UPDATE:  About a month after we packed the ditch bag, the Sirius Signal electronic flares came out (see them on Amazon). We love the idea of not having burning slag and now have one in the bag, too. Since we think it’s impossible to have too many signalling devices, we left the other flares in, too. We carry extra batteries for the Sirius Signal — it comes with 3 “C” batteries and we carry 12 extra.

ANOTHER UPDATE: We also now have a DeLorme inReach SE satellite tracker/communicator. We really got it to show where we are online and for the text communication ability, but it would be invaluable in an emergency. On passage, it’ll be hooked onto the ditch bag “just in case.”

Injuries — we figure that a fire, explosion or holing the boat are the most likely reasons we’d have to abandon ship. Consequently, our ditch bag contains what I call our “oh shit!” medical supplies to deal with burns, major bleeding and broken bones, along with a few more everyday items. You may have different needs or feel different products are best. This is one area where you just can’t take everything, so figure out what you are most likely to need that would be life-saving.

  • QuikClot (2) – clotting sponge
  • Israeli Battle Dressing (1 4″ and 1 6″ size)- very effective pressure bandage
  • Telfa pads – 3″ x 4″
  • Cohesive elastic bandage – sticks to itself; holds bandages on; doubles as compression bandage for breaks and sprains
  • WaterJel – for burns
  • Second Skin Burn Pads – for burns – several sizes
  • Bacitracin – antibiotic ointment that is particularly good for burns
  • SAM splint
  • Ace bandage – 3″ (if space is a problem, I’d drop this since we have the cohesive bandages)
  • Regular and extra-large Band-Aids (can be held on with the cohesive bandages); butterfly bandages
  • Aspirin – few in case of a heart attack
  • OTC pain meds
  • Stong prescription pain meds
  • Prescription muscle relaxant – in case of strained back or broken ribs
  • Epi-pen and steroids for anaphalytic allergic reactions
  • Mylar emergency blankets (5) — retain heat, provide shade, signalling

Staying Alive — we are coastal cruising and with our communication devices we plan (hope!) that help will arrive within three days. Hence, no fishing gear or watermaking capability.

  • Water — four ounces per person per day is considered the absolute minimum. I can’t imagine that in the heat of south Florida at certain times of the year. Instead of the little pouches (expensive!) I bought a package of 12 12-ounce water bottles for just a couple bucks at the grocery!
  • Dog water dish — Paz is small so we just use a silicone muffin cup as her travel water bowl. I stuck an extra one in the ditch bag.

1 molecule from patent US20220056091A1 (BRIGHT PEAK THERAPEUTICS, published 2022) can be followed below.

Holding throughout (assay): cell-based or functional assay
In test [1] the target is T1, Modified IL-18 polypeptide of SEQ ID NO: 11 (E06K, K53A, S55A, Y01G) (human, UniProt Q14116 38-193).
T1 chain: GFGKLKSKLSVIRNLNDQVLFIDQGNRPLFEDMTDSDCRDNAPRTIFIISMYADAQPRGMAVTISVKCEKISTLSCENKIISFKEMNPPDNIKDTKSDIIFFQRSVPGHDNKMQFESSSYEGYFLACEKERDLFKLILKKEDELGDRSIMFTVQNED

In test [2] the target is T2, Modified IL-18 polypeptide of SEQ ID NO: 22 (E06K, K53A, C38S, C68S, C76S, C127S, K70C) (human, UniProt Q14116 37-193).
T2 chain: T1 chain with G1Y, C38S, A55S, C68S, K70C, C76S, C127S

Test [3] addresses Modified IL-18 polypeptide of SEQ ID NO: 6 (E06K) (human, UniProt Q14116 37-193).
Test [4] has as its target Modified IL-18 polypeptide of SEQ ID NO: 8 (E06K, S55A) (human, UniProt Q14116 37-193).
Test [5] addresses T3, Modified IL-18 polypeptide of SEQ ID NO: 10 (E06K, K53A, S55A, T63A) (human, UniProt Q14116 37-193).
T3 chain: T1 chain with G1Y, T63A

• SOS Emergency Food Rations — 1200 calories per person per day, with a tiny bit given to Paz (she eats less than 100 calories a day). 5 year shelf life and food that won’t make you thirsty. Supposedly doesn’t taste too bad.
  • Sunscreen — if you’ve just had to abandon the boat, sunscreen isn’t at the top of your list. But in south Florida, you’re going to burn fast!
  • Sun hats — not the prettiest, but it’ll keep us more comfortable and help avoid dehydration. Plus you can wet it with salt water and stick it on your head for major cooling action! Got the white (milk) as it’ll be coolest in the sun.
  • Daily medications – a 5-day supply and we change it out every month.

Necessary when we reach shore — with luck, our phone will be with us and still working. But pretty much everything else we own is on the boat. What will we need in those first few days?

  • ID – copies of our passports and drivers licenses
  • Health insurance cards (copies) — chances are good that we’ll need medical care in an abandon ship scenario.
  • Car keys – since we are coastal cruising and have a car, we’re want to be able to use it to put our lives back together. Easier than calling a locksmith and having a new key made.
  • Boat documentation and insurance (copies)
  • Credit card copies — some companies will issue an extra card, which is even better
  • Cash

Note that this is emphatically not an offshore ditch bag. We are coastal cruising in an area with good rescue services. This is what we feel will serve us where we are going in the near future. It’s possible that we’re wrong. I hope we never find out if we did it right!